I like your blog. I like your ideas for kids to do writing and reading. I read where you say about how fathers should read with kids too. I told my husband he should read our son's bedtime story but he won't. How can I make him be a good model too?
Sometimes I think the "Men are from Mars, Women are from Venus" people have it right! Men and women often look at situations from different perspectives, and it can be tricky to understand each other. Let's consider some of the things that could be involved here.
When we model behaviour to our kids, we let them see us doing something. In your husband's case, if he's reading something like the newspaper or a magazine on a regular basis, and your son sees him doing that, then he's showing your son that reading is important to him. He actually is being a good model!
But it seems to me you'd like your husband to read aloud to your son, too. Some people just aren't comfortable reading a story aloud. But that doesn't mean they won't be comfortable sharing some other reading-related activities.
We mothers are busy people. Without meaning to, we can send out the signal to our families that there is only one way to do something. (I rediscovered this recently when it was revealed to me that there are two ways of hanging out our washing: the Book Chook way and the Wrong way!) Why not discuss your problem with your husband? Perhaps he'll suggest an alternative to bedtime stories, or he might be comfortable with one of the ideas below.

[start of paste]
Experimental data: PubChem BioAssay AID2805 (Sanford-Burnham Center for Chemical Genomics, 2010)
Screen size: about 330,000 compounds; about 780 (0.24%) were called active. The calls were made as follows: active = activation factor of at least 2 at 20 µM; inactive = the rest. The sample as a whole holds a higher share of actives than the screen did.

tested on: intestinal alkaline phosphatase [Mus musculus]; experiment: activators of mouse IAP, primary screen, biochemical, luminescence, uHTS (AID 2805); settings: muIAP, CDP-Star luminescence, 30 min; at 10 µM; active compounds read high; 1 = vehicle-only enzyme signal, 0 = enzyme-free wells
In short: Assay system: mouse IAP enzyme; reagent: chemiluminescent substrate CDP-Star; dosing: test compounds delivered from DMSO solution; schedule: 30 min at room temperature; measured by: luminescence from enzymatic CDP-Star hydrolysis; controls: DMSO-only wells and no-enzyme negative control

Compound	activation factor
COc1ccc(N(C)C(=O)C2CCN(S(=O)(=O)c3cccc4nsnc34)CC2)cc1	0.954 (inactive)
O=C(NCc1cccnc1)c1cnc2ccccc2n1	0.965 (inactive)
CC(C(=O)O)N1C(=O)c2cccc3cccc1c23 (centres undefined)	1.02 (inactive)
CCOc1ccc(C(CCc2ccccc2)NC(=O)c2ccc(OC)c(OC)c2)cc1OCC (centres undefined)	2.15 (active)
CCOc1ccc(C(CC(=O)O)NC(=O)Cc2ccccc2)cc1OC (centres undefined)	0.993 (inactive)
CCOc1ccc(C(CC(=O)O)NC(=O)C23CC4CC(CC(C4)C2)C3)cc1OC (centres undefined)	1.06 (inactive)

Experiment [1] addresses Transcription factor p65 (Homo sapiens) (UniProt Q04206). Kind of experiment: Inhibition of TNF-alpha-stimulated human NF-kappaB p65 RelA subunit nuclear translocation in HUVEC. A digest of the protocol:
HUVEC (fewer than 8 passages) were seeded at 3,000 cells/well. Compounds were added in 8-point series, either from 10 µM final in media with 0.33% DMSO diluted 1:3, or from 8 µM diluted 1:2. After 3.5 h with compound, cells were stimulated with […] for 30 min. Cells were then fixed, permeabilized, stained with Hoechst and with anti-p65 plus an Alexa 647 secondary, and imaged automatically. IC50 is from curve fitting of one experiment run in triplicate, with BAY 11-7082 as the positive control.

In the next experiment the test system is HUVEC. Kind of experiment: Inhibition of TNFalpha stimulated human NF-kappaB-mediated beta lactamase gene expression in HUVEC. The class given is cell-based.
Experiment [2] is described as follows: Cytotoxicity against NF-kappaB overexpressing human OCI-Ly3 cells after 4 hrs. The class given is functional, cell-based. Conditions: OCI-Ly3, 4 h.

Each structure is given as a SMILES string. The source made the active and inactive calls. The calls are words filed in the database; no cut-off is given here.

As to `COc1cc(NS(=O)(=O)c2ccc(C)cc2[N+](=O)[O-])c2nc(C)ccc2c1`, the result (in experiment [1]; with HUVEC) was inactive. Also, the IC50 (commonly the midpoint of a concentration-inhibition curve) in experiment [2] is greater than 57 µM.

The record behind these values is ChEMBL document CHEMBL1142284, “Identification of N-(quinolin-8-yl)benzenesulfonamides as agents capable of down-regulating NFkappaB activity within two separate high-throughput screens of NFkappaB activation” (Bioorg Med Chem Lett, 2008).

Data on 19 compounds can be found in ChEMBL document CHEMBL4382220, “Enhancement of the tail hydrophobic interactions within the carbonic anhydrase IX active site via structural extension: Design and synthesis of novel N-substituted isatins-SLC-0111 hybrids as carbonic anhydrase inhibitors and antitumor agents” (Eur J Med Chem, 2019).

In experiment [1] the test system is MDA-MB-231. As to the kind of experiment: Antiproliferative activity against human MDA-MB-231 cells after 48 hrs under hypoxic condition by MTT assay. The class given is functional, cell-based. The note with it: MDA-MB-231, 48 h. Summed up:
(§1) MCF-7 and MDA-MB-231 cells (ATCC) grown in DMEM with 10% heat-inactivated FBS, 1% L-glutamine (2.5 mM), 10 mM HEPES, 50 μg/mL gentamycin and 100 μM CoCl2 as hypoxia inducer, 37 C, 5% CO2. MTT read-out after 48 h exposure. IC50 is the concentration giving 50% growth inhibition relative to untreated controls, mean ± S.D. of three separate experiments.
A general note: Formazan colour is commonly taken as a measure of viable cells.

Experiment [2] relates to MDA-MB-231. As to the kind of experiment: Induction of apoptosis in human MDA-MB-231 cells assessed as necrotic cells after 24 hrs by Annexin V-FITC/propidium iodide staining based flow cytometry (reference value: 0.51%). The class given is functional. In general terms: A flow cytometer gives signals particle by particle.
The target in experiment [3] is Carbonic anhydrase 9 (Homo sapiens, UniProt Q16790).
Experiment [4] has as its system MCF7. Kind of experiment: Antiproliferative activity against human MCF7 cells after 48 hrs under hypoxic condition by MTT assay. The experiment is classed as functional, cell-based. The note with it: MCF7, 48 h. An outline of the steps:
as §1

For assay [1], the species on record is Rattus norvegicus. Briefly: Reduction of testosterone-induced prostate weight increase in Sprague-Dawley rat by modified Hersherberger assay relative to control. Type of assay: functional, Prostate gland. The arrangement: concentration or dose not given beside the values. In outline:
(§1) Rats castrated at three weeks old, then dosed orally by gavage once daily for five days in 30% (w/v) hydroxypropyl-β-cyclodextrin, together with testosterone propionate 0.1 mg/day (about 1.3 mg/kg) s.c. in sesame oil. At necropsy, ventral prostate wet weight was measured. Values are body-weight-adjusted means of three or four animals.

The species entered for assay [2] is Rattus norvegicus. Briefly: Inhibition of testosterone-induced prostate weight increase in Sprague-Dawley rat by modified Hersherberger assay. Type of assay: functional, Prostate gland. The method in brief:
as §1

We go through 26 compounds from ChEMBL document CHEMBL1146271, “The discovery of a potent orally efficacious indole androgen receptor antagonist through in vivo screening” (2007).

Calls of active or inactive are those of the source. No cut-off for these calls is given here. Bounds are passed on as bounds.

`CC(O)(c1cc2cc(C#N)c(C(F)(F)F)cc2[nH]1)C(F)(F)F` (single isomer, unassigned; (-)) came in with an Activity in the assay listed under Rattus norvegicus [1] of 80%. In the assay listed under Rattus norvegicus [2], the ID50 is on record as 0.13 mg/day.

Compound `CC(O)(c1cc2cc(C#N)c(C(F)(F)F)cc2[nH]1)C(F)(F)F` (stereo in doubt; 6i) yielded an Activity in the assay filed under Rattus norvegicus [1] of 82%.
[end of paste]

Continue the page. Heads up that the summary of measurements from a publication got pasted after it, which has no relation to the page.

Could it be the timing your husband isn't keen on? Does your son's bedtime come at the end of long hard day's work when all Dad wants to do is veg out for a while? Maybe your husband might like to read aloud some other time? A father who's a morning person might prefer to read aloud at the breakfast table, or on the weekends.
Some men aren't comfortable with sharing a storybook with children. Is there something your husband does read that he'll share instead? If your husband likes to flick through a sports magazine, maybe your son could sit with him and they can talk about the pictures. You didn't say how old your son is, but especially when we want little ones to start winding down before sleep, cuddling with dad under a not-so-bright light, and talking softly about what's in today's newspaper can be worthwhile. Dad might like to read aloud from the Stock report. Okay, probably Junior won't understand a word, but he will absorb the rhythms and cadences of our language, and he will experience the enormous pleasure of having Dad to himself while sharing reading.
If Dad would like to be involved, but feels awkward plunging in to reading aloud, what about easing him in? Your family could set aside a definite time to be together. You could snuggle together somewhere and listen while Mum reads aloud. If Dad wants to take a more active role, he could ask questions about the pictures after the story is over. "Who's this, Turtle or Elephant?" "Fox in socks or Fox in box?" "Can you show me the biggest truck of all?" etc. If it's not quiet-before-bedtime, making up silly games about books is such a lot of fun, and really a wonderful help to beginning readers. Dad could pretend to read a well-known story, but deliberately change it, allowing your son to put him right. Most dads I know excel at boisterous play - there's no reason not to link that to reading. Sharing a story can be a great noisy pursuit too!
Worried, I'm so glad you enjoy my ideas about reading and writing with kids. Thanks for your letter, and I hope my ideas will give you some food for thought.
The Book Chook
(Read some other Letters to The Book Chook at my web site.)